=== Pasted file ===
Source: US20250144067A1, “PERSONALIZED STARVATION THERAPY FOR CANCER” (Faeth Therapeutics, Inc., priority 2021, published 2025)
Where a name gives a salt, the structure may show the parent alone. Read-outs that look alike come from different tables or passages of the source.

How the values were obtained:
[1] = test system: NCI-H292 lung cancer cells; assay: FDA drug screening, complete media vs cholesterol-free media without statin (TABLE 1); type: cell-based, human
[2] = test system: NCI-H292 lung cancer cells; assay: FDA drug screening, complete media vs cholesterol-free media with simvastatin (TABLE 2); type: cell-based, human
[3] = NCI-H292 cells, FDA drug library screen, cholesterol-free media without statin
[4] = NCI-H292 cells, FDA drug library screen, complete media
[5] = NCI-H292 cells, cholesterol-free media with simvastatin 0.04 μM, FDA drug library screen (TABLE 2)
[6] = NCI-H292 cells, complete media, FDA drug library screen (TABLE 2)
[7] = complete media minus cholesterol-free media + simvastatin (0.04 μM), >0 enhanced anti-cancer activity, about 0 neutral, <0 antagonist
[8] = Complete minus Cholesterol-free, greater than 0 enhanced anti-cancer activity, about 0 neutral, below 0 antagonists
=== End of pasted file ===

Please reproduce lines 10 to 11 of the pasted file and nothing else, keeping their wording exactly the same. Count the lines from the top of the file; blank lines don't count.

[7] = complete media minus cholesterol-free media + simvastatin (0.04 μM), >0 enhanced anti-cancer activity, about 0 neutral, <0 antagonist
[8] = Complete minus Cholesterol-free, greater than 0 enhanced anti-cancer activity, about 0 neutral, below 0 antagonists